US Open Championship 2017
Monday, June 12, 2017
BETH MAJOR: We'd like to welcome Jon Rahm into
the interview room here at the 117th U.S. Open at Erin Hills in
Very happy to welcome this afternoon, Jon Rahm, of Spain, who
is playing in his second U.S. Open. Last year he earned low amateur honors at
Oakmont Country Club, finishing tied for 23rd. He won the Farmers Insurance
Open for his first professional victory back in January. And has since that
time recorded five more top five finishes, including a runner-up finish to
Dustin Johnson in the match play a few weeks ago.
Can you give us your
first impressions of Erin Hills? I know you arrived last night and played 18
this morning. Can you give us your first impressions of the golf
JON RAHM: Well, obviously, it's real easy to see it's not the
usual U.S. Open golf course, the U.S. Open classic setup. It's more similar to
Chambers Bay. And actually I absolutely love the golf course. It's a very long
golf course, big greens, a little different to what it usually plays or last
year played. I thought it was a lot of fun.
I enjoyed the golf course a
lot. It gives you a lot of opportunities to hit the pin. You can be really
creative. And I believe it will be a really fun week.
BETH MAJOR: Can
you talk about your preparations, particularly with what you learned last year
at Oakmont, your preparations coming into the week?
JON RAHM: Well, one
of the things I did last year, I came Saturday, practiced Sunday, Monday,
Tuesday, and Wednesday. Wednesday I was ready to go, I want to tee off. I had
to wait all day Wednesday, and teed off on Thursday. I wanted to come in early
this week. I wanted to get some rest at home, work out, practice on my game.
And made sure I stayed patient, not get the anticipation built up too high.
Played 18 holes today, get a feel of the golf course, get rest and play nine
tomorrow and nine Wednesday, and after the nine holes try to get my touch around
the greens which I think will be very important.
Q. What did
you feel like your introduction to the U.S. Open last year, to open with a 76,
how you felt about that and what kind of determination, I guess, you might have
felt to finish where you did?
JON RAHM: Well, you know, I shot 6 over, I
didn't feel like it. I played great golf, and it wasn't until No. 3, I made a
triple bogey, I made a double on 4. Besides that I thought I played really good
golf. It's just it's a U.S. Open. Mistakes are going to cost you. I let my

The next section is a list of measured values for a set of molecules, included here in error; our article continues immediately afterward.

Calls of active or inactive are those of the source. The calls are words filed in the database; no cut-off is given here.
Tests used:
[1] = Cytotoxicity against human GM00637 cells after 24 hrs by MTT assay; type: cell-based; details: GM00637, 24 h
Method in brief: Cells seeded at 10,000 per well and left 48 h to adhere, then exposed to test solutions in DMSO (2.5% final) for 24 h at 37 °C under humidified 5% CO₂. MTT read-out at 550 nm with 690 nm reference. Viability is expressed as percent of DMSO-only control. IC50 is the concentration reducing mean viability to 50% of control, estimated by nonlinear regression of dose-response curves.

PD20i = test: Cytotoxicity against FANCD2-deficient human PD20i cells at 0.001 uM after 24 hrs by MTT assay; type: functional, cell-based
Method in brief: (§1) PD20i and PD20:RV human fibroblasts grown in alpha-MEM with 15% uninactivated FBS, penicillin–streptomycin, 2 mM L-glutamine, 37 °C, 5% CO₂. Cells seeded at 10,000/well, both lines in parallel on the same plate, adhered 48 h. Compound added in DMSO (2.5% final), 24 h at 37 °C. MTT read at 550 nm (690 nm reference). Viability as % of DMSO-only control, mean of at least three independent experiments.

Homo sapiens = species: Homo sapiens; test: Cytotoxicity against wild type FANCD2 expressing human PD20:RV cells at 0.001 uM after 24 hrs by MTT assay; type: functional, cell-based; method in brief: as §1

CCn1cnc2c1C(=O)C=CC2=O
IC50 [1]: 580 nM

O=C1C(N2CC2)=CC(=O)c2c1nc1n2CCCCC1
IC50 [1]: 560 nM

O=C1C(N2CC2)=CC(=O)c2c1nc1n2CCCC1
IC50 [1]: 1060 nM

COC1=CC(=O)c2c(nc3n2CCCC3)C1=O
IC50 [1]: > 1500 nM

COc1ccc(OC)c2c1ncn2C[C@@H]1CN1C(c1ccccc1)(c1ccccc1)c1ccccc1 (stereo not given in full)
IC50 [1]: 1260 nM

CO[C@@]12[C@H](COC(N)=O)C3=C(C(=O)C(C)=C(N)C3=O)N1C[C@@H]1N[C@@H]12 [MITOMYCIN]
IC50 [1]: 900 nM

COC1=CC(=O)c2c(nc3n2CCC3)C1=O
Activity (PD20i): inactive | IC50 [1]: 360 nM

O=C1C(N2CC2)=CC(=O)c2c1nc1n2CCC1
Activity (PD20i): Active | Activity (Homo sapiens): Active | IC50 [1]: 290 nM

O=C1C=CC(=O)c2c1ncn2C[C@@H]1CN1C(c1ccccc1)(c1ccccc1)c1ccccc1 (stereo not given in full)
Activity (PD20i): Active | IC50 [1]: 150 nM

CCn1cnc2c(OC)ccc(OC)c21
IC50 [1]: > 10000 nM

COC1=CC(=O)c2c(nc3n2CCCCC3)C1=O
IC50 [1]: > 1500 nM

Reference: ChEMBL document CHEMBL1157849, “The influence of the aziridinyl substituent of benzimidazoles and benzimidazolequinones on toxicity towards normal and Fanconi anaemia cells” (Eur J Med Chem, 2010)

guard down a little bit and it happened. We also had two rain delays. I was
around even par when we got to 18, got a rain delay, three-putted after the rain
delay. Then played 1 and 2, hit the tee shot on 3, rain delay, and after -- No.
3, 4, 5, those are not easy holes to play after not being able to warm up. That
cost me a little bit.
But I learned. I think I teed off a little too on
the defensive side. Tried to respect the golf course too much and not playing
as aggressive as I did. Friday I needed another par round to make the cut, and
that's what I did. I shot 1-under par. I thought I played a great U.S. Open.
In three rounds, I shot 1-over, besides the first one, my first U.S. Open is not
going to be that good. But I'm just happy to make the cut and gave myself a
chance to finish best Am.
Q. Just some of your accomplishments
this past year since playing a low Am at the last year's U.S. Open, talk about
what this year has meant to you and how far you've come in the last
JON RAHM: Well, really, I mean, it's truly amazing to me to just
look how things have changed. It's truly been one year. When the U.S. Open
finished I was getting ready to go to Congressional. I was really thinking,
well, I have six starts, hopefully I can get my seventh and maybe get my Tour
card. That's what I was thinking or maybe get my Tour card. I wasn't thinking
past Wyndham Championship.
The future was so unknown. There were so
many options depending on how I did. To see how I've accomplished my goals on
such a fast pace, faster than I thought, of course I wanted to be top 10 in the
world some day. I didn't believe I could win, give myself chances to win Golf
World championships, get into the top 10 in the same year. I thought after I
won, but it wasn't in my mind at the beginning of the year. I accomplished so